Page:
perspective.  In an environment that mixes applications with different
classification levels, an operator error can result in the data on a
Top Secret tape becoming available to a user who is cleared only to
Secret--or in Top Secret data being written on a tape whose external
label claims it is "unclassified".

We decided to assign a separate "authenticator" to each removable volume
(tape OR disk).  The design was to work as follows:

Every volume, even "foreign" tapes, is assigned a volume id ("name"
and/or location when racked) AND a "password".  This information is
entered in a database, along with the classification level and owner.
The "password" is NOT given out, but is written on the tape's external
label.

When requesting a tape mount, the user specifies the volume id.  The
operator retrieves the tape (or disk) and gives the system the volume
id, the name of the user who is to receive access, and the "password".

The system checks that:

1. the "password" is correct for the volume id.  

2. the classification level of the tape matches the user's current
classification level.  (A user cleared to Top Secret can choose to work
on the Unclassified subset of his data, but will then not get access 
to Top Secret tapes!)

If either of these checks fails, the operator is prompted to try again.
The operator can try again with the same tape (possible typing error)
or a different one, or abort the mount request.

Note that there's no deep dark secret about the volume's "password".  It's
just a check that the right tape has been mounted.  

I think the above scheme would also work to protect against accidental
destruction of data in an unclassified environment.  Just leave out the
classification check.

You might or might not get additional protection by adding a check that
the user who is to get access is the owner.  If not, the USER gets a
prompt "do you want to read (viz write on) xxxx's tape?"  You could even
add a third password that the user gives out to people who should be
able to write on that tape.

Of course, the operator can always get around these checks by "adding" a
new tape and claiming that the tape to be mounted is that tape, or by
calling all tapes a certain standard one with a known volume id and
password.  You need to make sure that operators understand that just ONE
use of that facility that results in overwriting the wrong user's tape
will get them fired.


EAN and PIN codes

<MAKELA_O%FINJYU.bitnet@csl.sri.com>
Mon, 16 Nov 87 10:42 O
In RISKS 5.57 Elizabeth D. Zwicky writes:
>To the best of my knowledge, this feature is not used by actual UPC (that
>is, in the Uniform Price Code standard), but is used in EAN, the European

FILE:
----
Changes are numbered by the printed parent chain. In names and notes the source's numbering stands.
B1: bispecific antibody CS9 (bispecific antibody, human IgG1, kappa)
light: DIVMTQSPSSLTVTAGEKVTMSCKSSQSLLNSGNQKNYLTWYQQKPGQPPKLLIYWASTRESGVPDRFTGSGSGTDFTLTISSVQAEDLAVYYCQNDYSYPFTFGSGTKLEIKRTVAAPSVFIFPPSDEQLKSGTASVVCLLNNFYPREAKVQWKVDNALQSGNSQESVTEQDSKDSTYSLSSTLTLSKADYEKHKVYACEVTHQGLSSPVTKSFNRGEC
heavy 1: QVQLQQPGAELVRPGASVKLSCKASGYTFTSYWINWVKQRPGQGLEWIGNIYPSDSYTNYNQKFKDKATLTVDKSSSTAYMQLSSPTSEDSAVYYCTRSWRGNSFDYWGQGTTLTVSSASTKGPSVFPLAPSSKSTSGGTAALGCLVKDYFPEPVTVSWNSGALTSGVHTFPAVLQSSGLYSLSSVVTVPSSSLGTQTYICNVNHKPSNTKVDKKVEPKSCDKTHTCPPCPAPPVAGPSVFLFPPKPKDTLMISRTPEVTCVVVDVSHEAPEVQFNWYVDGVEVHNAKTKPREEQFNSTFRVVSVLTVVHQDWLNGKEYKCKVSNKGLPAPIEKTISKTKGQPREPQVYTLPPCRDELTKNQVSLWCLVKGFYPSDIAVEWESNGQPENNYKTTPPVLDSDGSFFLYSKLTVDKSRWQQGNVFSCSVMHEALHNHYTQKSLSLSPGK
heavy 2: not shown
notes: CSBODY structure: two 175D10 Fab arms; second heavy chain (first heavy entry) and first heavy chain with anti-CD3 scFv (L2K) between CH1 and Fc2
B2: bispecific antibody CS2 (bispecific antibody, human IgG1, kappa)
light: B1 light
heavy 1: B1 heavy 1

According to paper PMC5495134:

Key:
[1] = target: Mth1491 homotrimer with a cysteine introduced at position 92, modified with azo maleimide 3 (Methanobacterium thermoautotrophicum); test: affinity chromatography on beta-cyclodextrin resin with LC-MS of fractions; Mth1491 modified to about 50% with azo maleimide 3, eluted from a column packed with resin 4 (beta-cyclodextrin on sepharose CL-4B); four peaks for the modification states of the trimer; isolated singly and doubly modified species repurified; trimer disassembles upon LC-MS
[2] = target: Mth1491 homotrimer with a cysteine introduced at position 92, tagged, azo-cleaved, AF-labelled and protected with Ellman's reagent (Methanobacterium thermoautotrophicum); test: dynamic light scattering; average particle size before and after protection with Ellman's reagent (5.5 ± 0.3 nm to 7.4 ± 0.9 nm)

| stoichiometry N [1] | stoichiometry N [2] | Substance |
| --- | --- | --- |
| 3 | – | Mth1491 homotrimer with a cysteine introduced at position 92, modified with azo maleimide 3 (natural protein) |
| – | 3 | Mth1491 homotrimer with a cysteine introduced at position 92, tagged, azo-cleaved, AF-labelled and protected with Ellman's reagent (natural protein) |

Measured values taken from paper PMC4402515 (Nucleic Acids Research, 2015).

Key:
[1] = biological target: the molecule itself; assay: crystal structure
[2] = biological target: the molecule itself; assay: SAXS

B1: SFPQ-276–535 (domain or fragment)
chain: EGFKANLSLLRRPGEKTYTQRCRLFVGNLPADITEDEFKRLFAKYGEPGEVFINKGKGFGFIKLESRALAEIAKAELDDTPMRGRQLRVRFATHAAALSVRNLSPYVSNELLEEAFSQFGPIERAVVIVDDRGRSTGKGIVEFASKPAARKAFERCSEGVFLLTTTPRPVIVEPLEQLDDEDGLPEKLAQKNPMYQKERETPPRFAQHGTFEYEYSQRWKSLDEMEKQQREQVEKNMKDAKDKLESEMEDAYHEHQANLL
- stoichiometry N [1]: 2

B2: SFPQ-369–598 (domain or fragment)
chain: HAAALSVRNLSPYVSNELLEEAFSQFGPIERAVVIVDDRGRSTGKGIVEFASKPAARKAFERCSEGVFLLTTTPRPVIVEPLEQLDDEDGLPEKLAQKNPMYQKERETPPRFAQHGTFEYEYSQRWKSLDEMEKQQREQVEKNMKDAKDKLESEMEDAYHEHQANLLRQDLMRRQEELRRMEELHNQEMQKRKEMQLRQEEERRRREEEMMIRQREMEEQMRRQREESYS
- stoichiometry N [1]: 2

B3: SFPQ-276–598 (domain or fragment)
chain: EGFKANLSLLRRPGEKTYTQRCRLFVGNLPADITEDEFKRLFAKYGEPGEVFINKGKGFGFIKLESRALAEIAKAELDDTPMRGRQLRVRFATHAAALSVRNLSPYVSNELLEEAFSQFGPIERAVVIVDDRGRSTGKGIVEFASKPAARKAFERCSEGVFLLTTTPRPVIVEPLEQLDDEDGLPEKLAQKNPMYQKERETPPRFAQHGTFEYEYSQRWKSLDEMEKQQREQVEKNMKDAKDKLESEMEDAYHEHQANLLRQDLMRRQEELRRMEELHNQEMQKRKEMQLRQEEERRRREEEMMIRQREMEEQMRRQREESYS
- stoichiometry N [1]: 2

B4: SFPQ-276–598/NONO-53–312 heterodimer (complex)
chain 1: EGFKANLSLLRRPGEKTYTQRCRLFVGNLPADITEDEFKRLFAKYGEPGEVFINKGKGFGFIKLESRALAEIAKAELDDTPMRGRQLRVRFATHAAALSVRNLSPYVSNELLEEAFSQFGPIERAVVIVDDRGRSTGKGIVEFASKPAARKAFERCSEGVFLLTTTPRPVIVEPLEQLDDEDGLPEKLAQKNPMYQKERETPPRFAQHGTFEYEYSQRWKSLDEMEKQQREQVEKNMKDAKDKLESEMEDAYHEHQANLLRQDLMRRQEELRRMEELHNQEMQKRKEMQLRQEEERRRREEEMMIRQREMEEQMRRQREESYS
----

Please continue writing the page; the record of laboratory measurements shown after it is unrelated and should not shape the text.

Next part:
>standard which uses the same bar codes.  If they use the check digits for
>something else, then only they will be able to figure out what they are;
>anything that reads UPC will reject it, since UPC specifies what the
>odd/evens must be, anything that reads EAN will reject it because the check
>digits are wrong, and programs that read both will read everything but the
>numbers of interest, because they ignore odd vs. even.

This is both correct and not.  The EAN standards actually comprise of two
distinct product coding systems: the EAN-8 and the EAN-13.  The EAN-8 is an
eight-digit no-frills barcode which is encoded only in the "set A" bars.  The
EAN-13 comprises of 13 digits (see, we aren't superstitious over here :-) coded
into a dual barset of 6 digits each.  The 1st digit of the product code is
encoded into the usage of "set A" and "set B" bars in the first barset, and
the last (13th) digit of the barcode is a checksum from the previous 12 digits.
So the EAN-13 barcode looks something like this:
                !!!!!!!!!!!!!!!
                !!!!!!!!!!!!!!!
                !!!!!!!!!!!!!!!
               0!123456!789012!
With the first "0" being the digit encoded into the A/B bars in the first
barset.  The second barset does not contain any coded information in the
usage of bars, it is done simply in "set C".
Why this type of encoding was chosen, beats me!  It is however compatible
with the american UPC coding, since I once tested a bar code reader program
with mixed EAN-codes and UPC-extended codes (you know, the ones you get on
book covers with the price on a little extra barset after the main code).


Also, in RISKS 5.57 Theodore Ts'o writes:
>There is a similar problem with the (Massachusetts) BayBanks teller system: